A cold dreary Northern California day and I was home alone. My dad my have been home, but he was downstairs in the darkroom working. I was seated in front of the TV ready to watch the AFC Championship game. The Raiders were still in LA and they had been mediocre since 1986.


After the 1983 Superbowl win and a few decent season after, they boys in Silver and Black had faced a few .500 seasons under Tom Flores and Mike Shanahan. That is until 1989 when Shanahan was fired and Art Shell, the former Raider and our latest saviour, was brought on board. The 1990/91 season saw us at 12-4 with a red hot Marcus Allen and Bo Jackson combo. Jackson had gotten hurt the week before against the Bengals, but we were a game away from the Superbowl and this was the team to do it.


I was on the couch wrapped in a blanket and ready to go to school on Monday, donning my black cap and gloating in the face of all the Forty Niner fans I knew.


But then hell was unleashed in that lonely cold room:


The Bills shredded the Raiders, limiting quarterback Jay Schroeder to 13 of 31 completions for 150 yards and intercepting him 5 times, while also holding running back Marcus Allen to just 26 yards on 10 carries. On offense, the Bills amassed 502 total yards, including 202 yards on the ground. Running back Thurman Thomas rushed for 138 and a touchdown while also catching 5 passes for 61 yards, while running back Kenneth Davis tied an AFC playoff record with 3 rushing touchdowns.


Buffalo also set an NFL playoff record by scoring 41 points in the first half.


The misery continued for Los Angeles in the second half, as their first three drives ended with interceptions. Buffalo recorded a total of six interceptions, the third highest total ever in a single NFL game.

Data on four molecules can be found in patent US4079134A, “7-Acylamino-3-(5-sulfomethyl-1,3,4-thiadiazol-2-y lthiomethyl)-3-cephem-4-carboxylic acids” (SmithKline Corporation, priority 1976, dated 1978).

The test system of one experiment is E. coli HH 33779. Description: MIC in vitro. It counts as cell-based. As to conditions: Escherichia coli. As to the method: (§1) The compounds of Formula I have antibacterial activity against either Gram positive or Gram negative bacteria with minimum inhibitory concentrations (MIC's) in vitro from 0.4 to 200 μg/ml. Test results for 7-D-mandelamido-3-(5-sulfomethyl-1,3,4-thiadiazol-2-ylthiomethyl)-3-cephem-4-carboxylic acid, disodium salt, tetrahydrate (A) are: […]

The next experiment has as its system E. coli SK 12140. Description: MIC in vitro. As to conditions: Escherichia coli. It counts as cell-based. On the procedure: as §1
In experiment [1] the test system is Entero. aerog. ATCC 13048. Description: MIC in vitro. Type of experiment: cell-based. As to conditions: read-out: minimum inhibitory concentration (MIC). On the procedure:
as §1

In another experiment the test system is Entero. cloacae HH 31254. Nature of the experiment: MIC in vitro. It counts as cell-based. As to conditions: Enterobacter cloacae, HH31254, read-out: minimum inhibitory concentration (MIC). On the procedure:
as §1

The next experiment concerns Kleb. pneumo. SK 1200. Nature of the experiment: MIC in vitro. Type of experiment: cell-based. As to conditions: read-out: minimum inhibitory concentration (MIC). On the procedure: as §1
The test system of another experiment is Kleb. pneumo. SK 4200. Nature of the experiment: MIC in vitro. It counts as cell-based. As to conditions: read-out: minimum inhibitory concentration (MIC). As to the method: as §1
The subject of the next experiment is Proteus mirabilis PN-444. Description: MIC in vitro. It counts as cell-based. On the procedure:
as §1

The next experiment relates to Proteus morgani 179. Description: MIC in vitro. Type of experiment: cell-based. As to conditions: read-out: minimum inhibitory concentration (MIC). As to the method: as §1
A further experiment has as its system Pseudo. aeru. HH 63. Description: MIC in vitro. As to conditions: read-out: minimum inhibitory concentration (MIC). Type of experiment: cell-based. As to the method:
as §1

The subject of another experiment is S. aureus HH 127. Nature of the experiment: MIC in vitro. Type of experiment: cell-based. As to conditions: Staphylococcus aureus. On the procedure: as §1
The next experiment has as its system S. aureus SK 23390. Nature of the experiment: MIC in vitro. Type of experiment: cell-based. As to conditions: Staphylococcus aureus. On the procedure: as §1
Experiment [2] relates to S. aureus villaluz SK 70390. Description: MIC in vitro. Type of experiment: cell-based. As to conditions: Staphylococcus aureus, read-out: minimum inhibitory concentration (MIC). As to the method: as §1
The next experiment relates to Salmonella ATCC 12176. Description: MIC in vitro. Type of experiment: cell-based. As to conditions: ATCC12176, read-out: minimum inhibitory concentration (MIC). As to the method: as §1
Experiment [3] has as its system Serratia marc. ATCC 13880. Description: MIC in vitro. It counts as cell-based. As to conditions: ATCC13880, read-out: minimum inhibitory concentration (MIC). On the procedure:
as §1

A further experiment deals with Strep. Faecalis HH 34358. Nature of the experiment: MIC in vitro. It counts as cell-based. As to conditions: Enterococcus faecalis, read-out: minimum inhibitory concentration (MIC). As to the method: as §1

I was in tears. Like literally crying. The entire season gone just like that. My hatred for Jay Schroeder knew no bounds. To this day, I cannot even look at a photo of him.


The defeat was complete.
I was crushed.
I had never, and have not since ever, felt that deflated.


The Raiders were an average .500 team for the rest of the decade, until a spate of good seasons during the Gruden era, brought us to a disappointing, but expectant Superbowl loss in 2002. I was upset during that Superbowl loss, but the parts of my psyche that held onto things like hope or expectations were crushed on the snowy day in Buffalo a decade earlier. Then began the began the dark ages and Al Davis' dementia.


Then I moved overseas and I lost touch with my team for 14 years. I would occasionally check in and see that they had barely amassed four wins. 2006, saw a return of Art Shell for a 2-14 season. Good thing I had disengaged from football in those years, the patheticness of that season would have been too much to bare.


Which brings us to the present-


A great team. A great coach. Management that knows what it is doing. Win after win and a youthful hopefulness that I haven’t seen from this organisation since….well, I’ve never seen it.


We were right there! Playoffs clinched and rolling into a potential first place seed in the AFC. Then are franchise quarterback broke his fucking leg!


I didn’t cry, because I am a grown man now, but the feeling was reminiscent of years ago.


This is not the end of the road for us. Our future is in our hands. Even a loss this week, gives us another game in the playoffs. We have a no name quarterback who can be a hero. The team around him is solid, but it will be a long haul. I will be nauseous with anxieties the next few weeks.


I was nine years old in 1983, the last time the Raiders won the Superbowl. I have come close and left wanting a few times, but this year felt special, until last week when the light violently flickered to near extinction.


I am not sure what a Raider win will mean to me. I know what the losses feel like. I have come to expect loss and disappointment when it comes to sports. I have never celebrated a championship victory. I don’t know what it feels like to win and be the best. I guess I just want a taste.


Come boys, Just Win Baby!